I offer my parent birds a smorgasbord of different foods when they have chicks. I usually feed soak seed along with hard boiled egg smashed with carrot and broccoli bits and sprinkled with Kaytee handfeeding formula until the youngest chick is five days old. I replace the mixture every four or so hours to make sure it does not spoil. I feed quinoa mixed with texturized vegetable protein, lentils and a little cous cous and broccoli bits during the first five days whenever I have to leave for an extended period of time. As the chicks become older, I add small amounts of other types of food. Crushed nuts, dried and fresh fruits, dried coconut and fresh vegetables, greens, cous cous, Bob's Red Mill 10 grain cooked cereal (mixed 1/4 cup cereal to 1/4 cup water), soak seed and dry nestling food are usually fed on a daily basis. Do not feed commercially prepared nestling foods for the first few days after chicks hatch. It has too much sugar in it, and young chicks have trouble processing sugar. Abba nestling food, available at www.abbaseed.com, is not loaded with sugar. Many breeders feed it successfully from day one.
I also offer whole grain or corn-based nestling bread (that I make) to the chicks every evening so that I do not have to wake up early the next morning to feed my birds.
I continue to offer my chicks a wide variety of foods well into the first molt. High protein foods are not advised for canaries outside of chick rearing, the nestling period, and the molt, so I cut back on high protein foods after the chicks experience their first molt.
Occasionally a hen may not feed her chicks. I usually cycle several hens at the same time so I can foster out chicks whose parents will not feed. I also usually foster the fifth chick of a clutch to a mother with fewer chicks to care for. Since I do not pull eggs, the fifth chick is always smaller and sometimes doesn't make it unless it is fostered.
Canaries can be hand-fed, but it is a daunting task. Chicks must be fed every two hours for the first couple weeks of their lives, and then feedings can slowly be spaced out from there. I use Kaytee handfeeding formula and feed with a 1ml syringe.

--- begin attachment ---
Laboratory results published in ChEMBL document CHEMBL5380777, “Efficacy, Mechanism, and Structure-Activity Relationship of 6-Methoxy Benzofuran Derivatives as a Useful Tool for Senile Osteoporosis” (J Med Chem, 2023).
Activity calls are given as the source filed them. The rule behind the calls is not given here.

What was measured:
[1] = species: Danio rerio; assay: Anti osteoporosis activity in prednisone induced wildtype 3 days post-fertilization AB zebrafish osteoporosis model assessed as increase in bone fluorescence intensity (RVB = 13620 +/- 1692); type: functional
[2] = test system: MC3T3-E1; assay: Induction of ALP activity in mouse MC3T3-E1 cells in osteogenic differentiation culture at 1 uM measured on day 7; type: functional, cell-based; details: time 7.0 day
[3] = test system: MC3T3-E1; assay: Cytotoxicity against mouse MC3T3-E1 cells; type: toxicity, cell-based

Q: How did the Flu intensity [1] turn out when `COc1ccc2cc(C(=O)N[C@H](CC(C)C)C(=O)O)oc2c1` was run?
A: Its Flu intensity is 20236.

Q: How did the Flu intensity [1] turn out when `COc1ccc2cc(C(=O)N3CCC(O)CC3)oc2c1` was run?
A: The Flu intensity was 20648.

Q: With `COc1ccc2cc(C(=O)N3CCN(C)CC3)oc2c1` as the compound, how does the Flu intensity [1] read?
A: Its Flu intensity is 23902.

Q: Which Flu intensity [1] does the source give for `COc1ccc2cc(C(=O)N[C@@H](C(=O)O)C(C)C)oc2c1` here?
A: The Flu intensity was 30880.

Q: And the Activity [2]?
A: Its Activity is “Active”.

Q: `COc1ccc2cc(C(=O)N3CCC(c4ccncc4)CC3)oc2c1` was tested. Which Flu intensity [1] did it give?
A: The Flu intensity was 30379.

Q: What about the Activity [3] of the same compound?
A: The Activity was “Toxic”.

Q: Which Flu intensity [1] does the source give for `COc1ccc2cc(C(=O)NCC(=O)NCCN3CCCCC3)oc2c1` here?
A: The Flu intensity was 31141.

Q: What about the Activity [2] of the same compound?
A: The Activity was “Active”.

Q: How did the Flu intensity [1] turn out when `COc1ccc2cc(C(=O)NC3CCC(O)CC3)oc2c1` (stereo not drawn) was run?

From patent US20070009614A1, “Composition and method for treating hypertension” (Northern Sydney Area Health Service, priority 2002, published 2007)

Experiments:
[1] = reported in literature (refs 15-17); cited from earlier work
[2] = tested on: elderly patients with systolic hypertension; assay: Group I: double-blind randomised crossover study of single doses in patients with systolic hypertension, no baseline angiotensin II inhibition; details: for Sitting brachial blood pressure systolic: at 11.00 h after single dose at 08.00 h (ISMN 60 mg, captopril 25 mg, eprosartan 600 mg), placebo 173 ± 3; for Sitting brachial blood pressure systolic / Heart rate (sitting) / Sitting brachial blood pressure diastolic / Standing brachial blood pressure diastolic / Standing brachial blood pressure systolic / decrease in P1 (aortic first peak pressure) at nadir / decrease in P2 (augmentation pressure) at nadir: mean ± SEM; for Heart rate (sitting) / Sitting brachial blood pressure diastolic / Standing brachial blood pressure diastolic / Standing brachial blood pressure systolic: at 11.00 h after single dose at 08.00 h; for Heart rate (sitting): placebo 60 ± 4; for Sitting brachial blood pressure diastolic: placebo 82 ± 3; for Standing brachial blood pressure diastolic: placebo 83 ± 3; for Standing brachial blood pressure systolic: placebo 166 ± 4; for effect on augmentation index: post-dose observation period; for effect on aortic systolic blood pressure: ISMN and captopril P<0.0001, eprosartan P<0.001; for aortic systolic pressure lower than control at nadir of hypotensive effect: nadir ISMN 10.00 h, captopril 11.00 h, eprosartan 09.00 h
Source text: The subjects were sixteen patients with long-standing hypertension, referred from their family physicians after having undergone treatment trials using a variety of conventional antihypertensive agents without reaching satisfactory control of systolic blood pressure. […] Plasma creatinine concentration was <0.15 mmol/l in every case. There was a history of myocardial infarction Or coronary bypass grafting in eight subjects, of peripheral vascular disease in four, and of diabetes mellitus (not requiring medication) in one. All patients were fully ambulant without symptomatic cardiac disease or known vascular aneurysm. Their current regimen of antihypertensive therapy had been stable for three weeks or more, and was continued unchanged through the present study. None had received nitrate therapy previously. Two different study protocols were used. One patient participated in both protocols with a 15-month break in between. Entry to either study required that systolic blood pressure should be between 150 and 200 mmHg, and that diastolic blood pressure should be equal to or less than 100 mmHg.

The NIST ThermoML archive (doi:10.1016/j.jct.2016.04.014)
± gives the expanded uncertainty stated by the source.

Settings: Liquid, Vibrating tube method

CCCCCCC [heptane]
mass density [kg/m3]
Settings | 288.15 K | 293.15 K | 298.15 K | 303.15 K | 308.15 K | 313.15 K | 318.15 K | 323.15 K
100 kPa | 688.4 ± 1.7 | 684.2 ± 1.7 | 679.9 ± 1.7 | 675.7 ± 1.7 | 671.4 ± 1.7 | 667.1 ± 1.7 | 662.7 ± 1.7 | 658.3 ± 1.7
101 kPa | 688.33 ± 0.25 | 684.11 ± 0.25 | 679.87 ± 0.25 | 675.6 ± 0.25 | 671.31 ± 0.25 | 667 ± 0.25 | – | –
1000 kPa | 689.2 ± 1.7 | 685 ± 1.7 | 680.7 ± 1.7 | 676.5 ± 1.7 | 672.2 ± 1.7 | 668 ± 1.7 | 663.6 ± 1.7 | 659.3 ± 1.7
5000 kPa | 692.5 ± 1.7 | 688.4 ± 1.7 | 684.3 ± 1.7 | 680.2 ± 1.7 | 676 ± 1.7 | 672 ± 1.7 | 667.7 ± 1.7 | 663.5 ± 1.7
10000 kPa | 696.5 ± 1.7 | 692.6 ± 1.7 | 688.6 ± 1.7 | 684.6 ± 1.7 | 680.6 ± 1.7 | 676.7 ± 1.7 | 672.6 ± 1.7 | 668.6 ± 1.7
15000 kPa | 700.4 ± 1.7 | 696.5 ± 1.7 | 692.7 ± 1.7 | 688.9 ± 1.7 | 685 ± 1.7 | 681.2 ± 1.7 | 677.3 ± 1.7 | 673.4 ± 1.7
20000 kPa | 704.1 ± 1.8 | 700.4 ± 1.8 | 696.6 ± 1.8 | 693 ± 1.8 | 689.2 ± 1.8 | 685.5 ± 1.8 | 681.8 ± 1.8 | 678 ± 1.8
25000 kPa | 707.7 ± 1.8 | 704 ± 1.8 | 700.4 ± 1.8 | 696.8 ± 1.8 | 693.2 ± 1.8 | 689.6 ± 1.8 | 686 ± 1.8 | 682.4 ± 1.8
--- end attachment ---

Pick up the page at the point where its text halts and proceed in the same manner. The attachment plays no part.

I close band my Russian chicks when their eyes begin to open and their pin feathers are just starting to break through the skin and open at the tips. I buy my bands through L&M Bird Leg Bands. My bands include the hatch year, my initials, my state initials and a unique number to identify each chick. Banding can be tricky because the chicks are so small. The front three toes are gathered together and the band is slid over them and up the leg, pushing past the back claw.
I have found that it is very important to color band chicks as well as close band them. Giving each chick a unique color (or combination of colors if you have lots of chicks) will help you to identify singing boys as the chicks get older. Color banding is especially useful if you keep your juvenile chicks in large flights, as I do. Make sure to color band your chicks when they are young and can't tell the difference. I like to color band when I close band (and yes, I do end up with some pink banded boys). If you wait too long, the chicks will spend days pecking at the bands and may end up with a sore leg.
Problems with Chicks
Slip claw may occur in some of your chicks. In this condition, the back claw begins to grow forward with the three claws that point forward. This condition seems to be more common in single-chick nests. I have had luck treating this condition by taping the slipped claw to the back of the leg with a small strip of packaging tape. It will take several weeks before the claw naturally stays in the proper position. Change the tape whenever it becomes soiled.
Deformities may occur in chicks as well. This is one of the biggest reasons I am against in-breeding and line-breeding, which are two common practices that put a canary's health at risk for the sake of the owner's desire to obtain a certain look or song. I have heard of blind canaries doing well, and one-legged canaries can survive and even breed (though breeding should be avoided if the bird was born deformed). Canaries with severe deformities should probably be put to sleep.